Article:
The last man to hit .400 in the major leagues died today at 83. But there was a lot more to Ted Williams than carrying a big stick.
Williams was a flawed role model, but he certainly got one thing right, and it’s fitting that he died on July 5. You see, Ted Williams gave up seven of the best years of his career to be a Marine pilot. Can you imagine Barry Bonds going through boot camp to become a Marine? I didn’t think so.

Ted Williams had a lot of enemies. Opposing pitchers didn’t like him much, because he was the best hitter in the league. He was their natural enemy. But the press hated him too. So did Boston’s fans.

When Ted Williams went to his first spring training, his new teammates greeted him. “Wait until you see Jimmie Foxx hit,” one of them said.

“Wait ’till Foxx sees me hit,” the cocky Williams responded.

Jimmie Foxx was the best home-run hitter in the game at the time. The only man up to that point who had hit more homers than Foxx was the recently retired Babe Ruth. Teams used to build walls and put up screens to try to keep Foxx’s screaming line drives from becoming home runs. Many of Foxx’s records stood for 50 years. And this kid, who’d never seen a big league pitcher except in the stands or on a baseball card, was saying “Wait until Foxx sees me hit?”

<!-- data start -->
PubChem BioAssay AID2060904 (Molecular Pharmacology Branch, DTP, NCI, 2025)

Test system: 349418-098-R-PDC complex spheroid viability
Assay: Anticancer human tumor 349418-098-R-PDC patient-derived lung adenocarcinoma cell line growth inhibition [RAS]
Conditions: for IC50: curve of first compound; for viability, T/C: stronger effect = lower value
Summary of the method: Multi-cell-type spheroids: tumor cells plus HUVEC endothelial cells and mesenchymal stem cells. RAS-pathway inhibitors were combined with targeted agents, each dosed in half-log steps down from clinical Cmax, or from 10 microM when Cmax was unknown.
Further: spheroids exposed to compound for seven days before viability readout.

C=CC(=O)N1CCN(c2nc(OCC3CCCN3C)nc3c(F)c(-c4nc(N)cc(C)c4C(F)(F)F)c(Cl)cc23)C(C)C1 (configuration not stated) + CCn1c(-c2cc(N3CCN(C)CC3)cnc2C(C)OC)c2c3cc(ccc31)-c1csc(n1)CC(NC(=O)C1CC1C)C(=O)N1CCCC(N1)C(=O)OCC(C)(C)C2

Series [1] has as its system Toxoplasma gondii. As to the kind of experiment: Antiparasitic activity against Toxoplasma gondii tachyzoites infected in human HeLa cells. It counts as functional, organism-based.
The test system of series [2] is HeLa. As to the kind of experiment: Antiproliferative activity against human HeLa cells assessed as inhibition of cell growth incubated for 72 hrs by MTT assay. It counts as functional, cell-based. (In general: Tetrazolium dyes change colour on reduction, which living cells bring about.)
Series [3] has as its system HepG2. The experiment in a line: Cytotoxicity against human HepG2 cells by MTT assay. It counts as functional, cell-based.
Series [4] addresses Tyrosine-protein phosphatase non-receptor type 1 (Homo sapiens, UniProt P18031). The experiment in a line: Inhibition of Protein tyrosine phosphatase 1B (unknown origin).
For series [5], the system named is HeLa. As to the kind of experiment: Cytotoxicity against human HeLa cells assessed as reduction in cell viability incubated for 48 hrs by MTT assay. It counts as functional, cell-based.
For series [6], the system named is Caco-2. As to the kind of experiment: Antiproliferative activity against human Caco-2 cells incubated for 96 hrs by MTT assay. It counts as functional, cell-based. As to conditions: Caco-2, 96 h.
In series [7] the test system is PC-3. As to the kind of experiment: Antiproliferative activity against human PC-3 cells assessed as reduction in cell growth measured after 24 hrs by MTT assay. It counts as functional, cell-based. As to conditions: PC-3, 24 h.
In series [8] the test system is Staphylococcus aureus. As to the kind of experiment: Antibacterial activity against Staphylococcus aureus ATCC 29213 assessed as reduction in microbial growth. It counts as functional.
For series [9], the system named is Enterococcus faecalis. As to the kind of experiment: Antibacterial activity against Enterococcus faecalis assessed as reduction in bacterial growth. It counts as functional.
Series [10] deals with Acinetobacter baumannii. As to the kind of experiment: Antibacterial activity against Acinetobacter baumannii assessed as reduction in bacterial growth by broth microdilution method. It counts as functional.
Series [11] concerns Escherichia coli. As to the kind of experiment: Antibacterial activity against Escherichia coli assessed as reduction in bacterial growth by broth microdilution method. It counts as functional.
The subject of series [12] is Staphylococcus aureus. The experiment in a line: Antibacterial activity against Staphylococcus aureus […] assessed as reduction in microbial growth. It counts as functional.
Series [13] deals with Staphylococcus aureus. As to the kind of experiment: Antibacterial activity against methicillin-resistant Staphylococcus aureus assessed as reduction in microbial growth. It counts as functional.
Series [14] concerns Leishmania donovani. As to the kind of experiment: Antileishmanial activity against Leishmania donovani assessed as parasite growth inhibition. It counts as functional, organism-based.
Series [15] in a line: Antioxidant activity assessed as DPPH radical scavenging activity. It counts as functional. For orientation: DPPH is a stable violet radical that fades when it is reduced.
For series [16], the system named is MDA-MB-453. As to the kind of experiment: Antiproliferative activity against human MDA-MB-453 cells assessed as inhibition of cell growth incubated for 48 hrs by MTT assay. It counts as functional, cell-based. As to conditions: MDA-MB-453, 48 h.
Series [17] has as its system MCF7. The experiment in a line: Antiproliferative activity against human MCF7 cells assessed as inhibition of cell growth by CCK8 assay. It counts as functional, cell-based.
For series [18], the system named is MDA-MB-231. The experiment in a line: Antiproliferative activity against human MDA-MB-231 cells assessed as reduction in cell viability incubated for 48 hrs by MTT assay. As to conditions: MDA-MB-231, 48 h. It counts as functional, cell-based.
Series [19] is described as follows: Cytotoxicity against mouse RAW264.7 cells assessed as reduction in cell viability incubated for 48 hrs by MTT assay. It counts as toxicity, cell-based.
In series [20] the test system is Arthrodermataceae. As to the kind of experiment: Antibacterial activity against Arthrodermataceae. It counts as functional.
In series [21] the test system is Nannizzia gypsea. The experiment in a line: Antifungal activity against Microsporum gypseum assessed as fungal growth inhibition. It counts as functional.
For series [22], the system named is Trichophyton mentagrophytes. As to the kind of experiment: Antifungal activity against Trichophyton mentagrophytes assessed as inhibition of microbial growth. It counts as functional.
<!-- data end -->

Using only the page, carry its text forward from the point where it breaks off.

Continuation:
They say it’s not ego if you can back it up, and Williams backed it up. In just his third season in the majors, he batted .406. Now, 61 years have passed, and the closest anyone has come since to hitting .400 over a full season was George Brett in 1980.

Williams hit .344 on his career, and hit a total of 521 home runs. Given those six years back, he would have set records no one would have reached. The man hit .342 with 38 home runs in 1946, after he’d sat out the 1943, 1944, and 1945 seasons flying airplanes in World War II! There are a lot of men in the Hall of Fame whose best seasons paled with Williams’ rusty comeback season.

Yeah, Williams had a lot in common with Barry Bonds. Both feuded with fans and teammates. Both collected a lot of bad blood. But what Williams gave up for his country is something baseball fans can only imagine.

It’s fitting, in a way, that Williams went out on July 5, 2002. This country’s been through a lot the past 10 months–the biggest threat since the threats that had Williams trading his fielder’s mitt and bat for an airplane. There were men who gave up more than Williams did–they gave up their lives–but it’s hard to imagine very many stars today doing what Williams did. Some do, but the majority of them are more concerned about their next piece of expensive jewelry.

Fortunately, we still have good men willing to fight for something worth fighting for. Be grateful. Be ever grateful.